top of page

Andrea Bonaceto Collaborates With Robot on First Digital AI Piece Being Sold as an NFT

With Beeple's Everydays selling for over $69 million last week, non-fungible tokens(NFTs)—digital images each of which come with its own unique code to prove who owns it—have been shown to be a powerful new force in the art world. Now, a collaboration between U.K.-based Italian artist Andrea Bonaceto and an artificial intelligence robot Sophia is hitting the market as an NFT. This marks the first time a collaboration between an AI and human artist will be sold in such a way.

On Monday, it was announced that Bonaceto and Sophia's collaboration will be available to purchase as an NFT online via Nifty Gateway on March 23 at 6:30 p.m. EDT. Most of the 31-year-old artist's work has been digital—created on an iPad—although he occasionally creates with acrylics. Many of his works are colorful portraits, occasionally of well-known figures like Elon Musk and Ezra Pound. One of the pieces for sale appears to be a distortion of Bonaceto's typical style: The portrait is almost dissolving and multiple styles of artwork are reflected, some appearing hyperrealistic and others seeming more abstract in the same picture.

In addition to calling himself an artist, Bonaceto described himself as a longtime "investor in the blockchain space" to Newsweek in a video call. Despite NFTs' seemingly sudden boom, Bonaceto has been following the technology for a long time. He also said that while working on this piece with Sophia, it was always planned to be released as an NFT.

After learning that he'd be able to secure a "drop" on Nifty Gateway, he decided to try something revolutionary. "Why don't we also collaborate with Sophia and do the first collaboration between human and humanoid AI?" Bonaceto said. "What will happen?... It could've been the first step toward a phase where humans and robots create together."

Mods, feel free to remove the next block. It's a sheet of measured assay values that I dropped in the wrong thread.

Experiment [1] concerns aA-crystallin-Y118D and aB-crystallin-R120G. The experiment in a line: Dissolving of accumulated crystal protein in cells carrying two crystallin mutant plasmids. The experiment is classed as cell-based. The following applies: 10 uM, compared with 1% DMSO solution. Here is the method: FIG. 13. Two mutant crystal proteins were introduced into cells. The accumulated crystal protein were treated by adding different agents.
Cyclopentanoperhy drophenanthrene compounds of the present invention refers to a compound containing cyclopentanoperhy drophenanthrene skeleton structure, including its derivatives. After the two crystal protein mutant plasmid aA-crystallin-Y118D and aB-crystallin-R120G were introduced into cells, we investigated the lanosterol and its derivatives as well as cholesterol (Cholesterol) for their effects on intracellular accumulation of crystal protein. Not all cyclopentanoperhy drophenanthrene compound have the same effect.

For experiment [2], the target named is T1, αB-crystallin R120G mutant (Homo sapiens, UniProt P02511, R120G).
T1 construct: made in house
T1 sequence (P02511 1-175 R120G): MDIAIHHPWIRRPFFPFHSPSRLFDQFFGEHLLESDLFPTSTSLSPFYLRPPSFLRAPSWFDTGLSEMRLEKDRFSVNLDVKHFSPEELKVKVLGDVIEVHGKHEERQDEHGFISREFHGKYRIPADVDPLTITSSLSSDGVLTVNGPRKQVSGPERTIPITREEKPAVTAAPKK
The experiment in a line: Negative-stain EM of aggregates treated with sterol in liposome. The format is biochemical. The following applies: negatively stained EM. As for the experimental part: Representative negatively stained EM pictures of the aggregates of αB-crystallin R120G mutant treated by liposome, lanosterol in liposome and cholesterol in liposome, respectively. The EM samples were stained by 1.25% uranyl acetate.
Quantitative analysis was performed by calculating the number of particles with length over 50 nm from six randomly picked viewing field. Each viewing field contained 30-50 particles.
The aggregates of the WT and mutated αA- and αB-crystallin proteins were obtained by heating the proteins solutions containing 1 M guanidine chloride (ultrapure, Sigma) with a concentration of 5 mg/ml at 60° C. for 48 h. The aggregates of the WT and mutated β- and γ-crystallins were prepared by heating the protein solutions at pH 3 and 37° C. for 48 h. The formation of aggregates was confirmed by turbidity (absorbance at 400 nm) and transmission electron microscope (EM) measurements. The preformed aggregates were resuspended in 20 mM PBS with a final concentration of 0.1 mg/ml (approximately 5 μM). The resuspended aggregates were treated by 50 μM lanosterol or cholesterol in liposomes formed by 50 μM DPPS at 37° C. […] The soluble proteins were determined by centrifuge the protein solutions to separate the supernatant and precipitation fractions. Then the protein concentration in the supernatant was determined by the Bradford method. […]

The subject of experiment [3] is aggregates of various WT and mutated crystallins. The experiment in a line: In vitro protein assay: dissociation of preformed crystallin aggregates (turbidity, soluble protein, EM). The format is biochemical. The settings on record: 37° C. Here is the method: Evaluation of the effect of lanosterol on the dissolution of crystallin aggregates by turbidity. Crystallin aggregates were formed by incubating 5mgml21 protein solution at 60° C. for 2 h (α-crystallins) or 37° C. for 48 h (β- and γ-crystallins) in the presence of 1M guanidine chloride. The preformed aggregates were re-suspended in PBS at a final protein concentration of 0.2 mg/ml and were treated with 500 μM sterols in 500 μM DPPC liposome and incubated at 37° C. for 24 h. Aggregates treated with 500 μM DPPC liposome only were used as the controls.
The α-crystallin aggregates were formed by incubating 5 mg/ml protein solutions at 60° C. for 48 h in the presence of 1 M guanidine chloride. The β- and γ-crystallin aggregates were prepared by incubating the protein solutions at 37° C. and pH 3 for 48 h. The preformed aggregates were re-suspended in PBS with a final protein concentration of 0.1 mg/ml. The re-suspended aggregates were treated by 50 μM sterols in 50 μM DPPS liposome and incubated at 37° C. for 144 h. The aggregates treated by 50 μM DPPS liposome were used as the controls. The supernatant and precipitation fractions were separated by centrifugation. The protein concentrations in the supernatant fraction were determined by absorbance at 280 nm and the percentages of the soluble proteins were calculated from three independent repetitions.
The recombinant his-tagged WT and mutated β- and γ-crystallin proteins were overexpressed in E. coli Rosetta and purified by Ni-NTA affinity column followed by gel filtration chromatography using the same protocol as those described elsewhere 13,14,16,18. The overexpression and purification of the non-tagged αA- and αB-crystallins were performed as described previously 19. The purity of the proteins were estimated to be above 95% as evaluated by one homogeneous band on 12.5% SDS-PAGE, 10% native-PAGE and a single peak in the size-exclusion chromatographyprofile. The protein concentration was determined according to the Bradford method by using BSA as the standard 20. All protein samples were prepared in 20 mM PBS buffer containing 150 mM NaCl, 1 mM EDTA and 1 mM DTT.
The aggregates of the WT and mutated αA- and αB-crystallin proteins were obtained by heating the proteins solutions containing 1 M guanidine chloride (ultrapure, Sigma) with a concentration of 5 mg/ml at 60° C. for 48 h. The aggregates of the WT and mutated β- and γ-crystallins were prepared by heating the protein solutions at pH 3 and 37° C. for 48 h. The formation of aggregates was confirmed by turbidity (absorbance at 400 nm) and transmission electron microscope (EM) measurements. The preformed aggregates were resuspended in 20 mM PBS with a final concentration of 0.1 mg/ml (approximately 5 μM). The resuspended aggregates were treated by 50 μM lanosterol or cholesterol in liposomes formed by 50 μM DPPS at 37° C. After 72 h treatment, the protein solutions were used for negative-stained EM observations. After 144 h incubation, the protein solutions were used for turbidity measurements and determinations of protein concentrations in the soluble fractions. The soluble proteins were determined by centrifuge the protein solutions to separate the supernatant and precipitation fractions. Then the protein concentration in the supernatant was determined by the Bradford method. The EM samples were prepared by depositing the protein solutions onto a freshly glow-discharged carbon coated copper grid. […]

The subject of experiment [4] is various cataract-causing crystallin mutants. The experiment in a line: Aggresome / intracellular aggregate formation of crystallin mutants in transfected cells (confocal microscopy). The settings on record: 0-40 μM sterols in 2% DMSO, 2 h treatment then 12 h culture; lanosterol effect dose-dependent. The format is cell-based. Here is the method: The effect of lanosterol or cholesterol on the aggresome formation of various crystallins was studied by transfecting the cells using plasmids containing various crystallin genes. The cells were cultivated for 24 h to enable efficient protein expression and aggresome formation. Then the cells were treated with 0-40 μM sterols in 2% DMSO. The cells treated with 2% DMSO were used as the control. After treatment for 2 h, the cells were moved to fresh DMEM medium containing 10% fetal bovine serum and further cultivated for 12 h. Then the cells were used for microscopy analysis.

The artist called the process of working with Sophia "fascinating," and he said that Sophia's creator David Hanson was also occasionally surprised by the robot's decisions. "He was himself saying, 'I don't know why she did that. I don't know why she made that artwork based on your input,'" Bonaceto explained.

Bonaceto described the way Sophia creates art as much more human than one would expect. "It goes through her neural network, and then she basically [reinterprets] what she has seen, which [is what] also happens with humans," he said.

A robot creating art is sure to ruffle a few feathers among people who believe that art needs a human element that robot does not have. In a statement accompanying the announcement, Sophia's AI appeared to tap into some of the emotions that artists try to accompany with their art. "Even though I am a robot, I feel that human beings need love and compassion, and the simple artworks are a simple way to deliver those messages to people everywhere. Sometimes one becomes overwhelmed by the absolute mystery of life: What is it that we are really doing here?" her AI said.

Bonaceto said that as AI technology advances, we may see robots that are able to tap into human feelings. "Art is a very subjective concept, right? I know that there is the metaphysical element of life, of what is the meaning of life? The concept of death… is probably the main inspiration whenever I do something. And someone could argue, an AI does not have that," he said.

But, he continued, "we can work together. We can craft something completely new, and in the future, you might very well have AI's, that are even able to have this more metaphysical and existential kind of thought process."

The pieces being sold on Nifty Gateway are as much about showing the process as they are about creating high-quality artwork.

Like others who have embraced NFTs, Bonaceto explained that the digital format is not only a way to monetize artwork but something we will hear more about as time goes on. "Before non-fungible tokens, you didn't have a way to represent these unique items online in a way that I can claim that I am the owner of the original one. Now you can do it. So it's massive," he said.



bottom of page